Frederic Chiu Does Debussy

Frederic Chiu is a pianist who has pushed boundaries in the world of classical music — from performance protocols and recording, to teaching and technology.

He’s also — with his wife Jeanine Esposito — host of the wonderfully eclectic Beechwood Arts salon series, in their warm, welcoming home. Check it out!

Chiu is in the spotlight once again. His latest recording combines state-of-the-art audio and video technology, masterpieces of the Western classical music canon, and contemporary works rooted in the East.

Frederic ChiuTitled “Distant Voices,” it’s the inaugural classical music release from Yamaha Entertainment Group of America.

The recording includes iconic Debussy, and music of the Szechuan-born, French- and Russian-influenced  Gao Ping. There’s both an audio CD and video DVD of Chiu performing a unique combination of favorites, and groundbreaking newer music from the piano repertoire, plus commentary from him about his background and music-making.

Chiu calls Debussy’s music “a test for the artist and instrument both.” The recording artist’s performance was captured on the Yamaha Disklavier, a true acoustic piano that incorporates fiber-optic sensing systems and the most modern technology to record and and reproduce every note with unpralleled precision.

Listeners with a Disklavier piano can replicate the performance on their own instruments.

Which is almost as good as hearing Chiu perform live, in his own Westport living room.

 

Together At The Playhouse Table

In today’s always-connected, over-scheduled world, many family traditions are lost: sharing meals. Going to live performances together. And talking about them afterward.

Which is why the Westport Country Playhouse‘s “Together at the Table Family Dinner” is such a fantastic idea.

Created to make live theater accessible to more families — and introduce young audiences to the Playhouse in a warm, informal atmosphere — the program begins with a 5:30 p.m. communal dinner in the rehearsal space next to the theater.

Actors and directors wander in, for casual conversations about the show everyone is about to see.

The meal is wonderful — and not just because kids, parents and other adults are actually eating and talking together. When the show begins, there’s a palpable connection between the audience and the actors they’ve just met. The strong feeling continues through the entire play.

Sharing a meal before the show.

Sharing a meal before the show.

A recent attendee said, “Sharing a live performance with my kids is thrilling. It’s like taking an imaginative journey together.” The shared experience is far beyond watching TV or a movie together.

On the car ride home, she added, her children could not stop talking about the play. They kept asking when they could come back.

Jim and Libby Liu of Westport have taken their 8- and 6-year-olds to the Playhouse’s children’s productions. This year, they brought them to 2 adult shows: “And a Nightingale Sang” and “Love & Money.”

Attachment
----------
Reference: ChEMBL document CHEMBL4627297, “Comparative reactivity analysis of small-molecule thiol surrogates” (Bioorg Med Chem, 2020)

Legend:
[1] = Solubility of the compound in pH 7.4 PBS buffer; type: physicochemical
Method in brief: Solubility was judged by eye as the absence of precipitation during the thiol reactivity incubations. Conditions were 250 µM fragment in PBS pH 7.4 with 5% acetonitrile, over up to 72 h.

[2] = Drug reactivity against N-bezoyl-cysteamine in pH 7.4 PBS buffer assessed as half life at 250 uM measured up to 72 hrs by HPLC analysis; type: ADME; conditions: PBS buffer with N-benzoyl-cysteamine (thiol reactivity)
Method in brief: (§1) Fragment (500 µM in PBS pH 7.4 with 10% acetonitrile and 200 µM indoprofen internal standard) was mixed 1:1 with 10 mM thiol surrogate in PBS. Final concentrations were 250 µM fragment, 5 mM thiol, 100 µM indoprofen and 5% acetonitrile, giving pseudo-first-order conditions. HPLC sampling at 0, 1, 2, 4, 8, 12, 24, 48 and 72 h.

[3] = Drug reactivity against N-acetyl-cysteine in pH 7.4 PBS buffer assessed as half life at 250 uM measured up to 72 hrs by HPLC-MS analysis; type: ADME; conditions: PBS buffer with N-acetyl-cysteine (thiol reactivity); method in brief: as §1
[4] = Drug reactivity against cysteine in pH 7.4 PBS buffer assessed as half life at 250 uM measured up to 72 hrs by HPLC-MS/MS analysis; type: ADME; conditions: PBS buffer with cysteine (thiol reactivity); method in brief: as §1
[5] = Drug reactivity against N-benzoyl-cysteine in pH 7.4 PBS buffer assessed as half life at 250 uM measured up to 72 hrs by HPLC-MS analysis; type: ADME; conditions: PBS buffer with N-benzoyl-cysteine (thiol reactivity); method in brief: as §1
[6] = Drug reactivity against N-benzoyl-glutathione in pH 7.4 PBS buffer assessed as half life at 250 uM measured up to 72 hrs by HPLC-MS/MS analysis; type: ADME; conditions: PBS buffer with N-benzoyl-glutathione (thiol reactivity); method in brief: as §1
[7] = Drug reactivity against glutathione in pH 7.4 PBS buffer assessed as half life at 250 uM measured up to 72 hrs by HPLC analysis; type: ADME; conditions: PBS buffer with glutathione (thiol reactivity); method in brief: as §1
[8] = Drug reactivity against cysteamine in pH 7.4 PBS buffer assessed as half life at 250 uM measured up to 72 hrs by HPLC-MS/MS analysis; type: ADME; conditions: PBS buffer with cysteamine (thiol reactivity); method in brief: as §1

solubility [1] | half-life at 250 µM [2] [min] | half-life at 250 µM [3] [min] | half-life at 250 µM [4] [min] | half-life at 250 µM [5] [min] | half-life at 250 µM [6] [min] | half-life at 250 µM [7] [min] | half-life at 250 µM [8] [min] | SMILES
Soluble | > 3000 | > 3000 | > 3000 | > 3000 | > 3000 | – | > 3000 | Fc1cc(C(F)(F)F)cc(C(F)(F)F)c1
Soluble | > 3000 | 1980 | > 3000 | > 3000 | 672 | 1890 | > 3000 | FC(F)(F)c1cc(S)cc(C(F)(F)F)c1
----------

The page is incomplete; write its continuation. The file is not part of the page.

Libby says the program is a great way to get younger audiences involved in mainstage shows. Her kids loved asking questions of the actors during dinner, before they got into costume.

She appreciates both the early start time (7 p.m.), and the price: $10 per ticket, which includes the pre-show meal.

Playhouse logo

Erin McAllister calls the Playhouse’s program “a rich cultural experience for the community. Without programs like this, the arts would be inaccessible to many individuals and families.”

The next 2 “Together at the Table” events are “Bedroom Farce” (Tuesday, September 1) and “Broken Glass” (Tuesday, October 13). Both are appropriate for ages 14 and up; younger at a parent’s discretion.

There are only 2 rules for “Together at the Table”:

  1. At least one family member must be a student-aged child.
  2. Have fun.

(To purchase “Together at the Table” tickets, call 203-227-4177. For more information, click here.)

Staples High School Expansion Plans Released

The “new” Staples High School is already a decade old. Ten years after opening, the 3-story building still looks fresh.

But the school population has risen. It’s now nearly 1,900 — 100 students over the 1,800 it was planned for. Projections — based on demographic trends, as well as housing starts and the addition of multi-family housing in Westport — show enrollments of 1,900 or so students for at least the next several years.

Staples High School now has 1900 students.

Staples High School now has 1900 students.

With those figures in mind — and current and future advances in areas like science, technology, art, engineering, math, robotics, 3D modeling, social studies and world languages, as well as increased state graduation credit requirements — superintendent of schools Elliott Landon has released a Facility Planning Study.

The 43-page document is based on work by Fuller & D’Angelo (the architects of record for the 2005 addition/renovation), ASW Engineers and CPS Cost Estimators.

The informational guide — conceptual in nature — offers 3 potential building additions. The unanimous recommendation of all parties was a single-level scheme. It provides a 2-story engineering and robotics lab on the southeast corner (near the current horticulture garden); another 2-story conference space opposite it, then more classrooms and auxiliary spaces connected to current corridors and the cafeteria area, toward the gym. This creates a new circulation loop eastward (by the back parking lot) of the current library.

Three views of the proposed expansion of Staples High School. The new construction -- shown in white -- would be on the easternmost part of the current building, from the current horticulture class garden northward toward the cafeteria.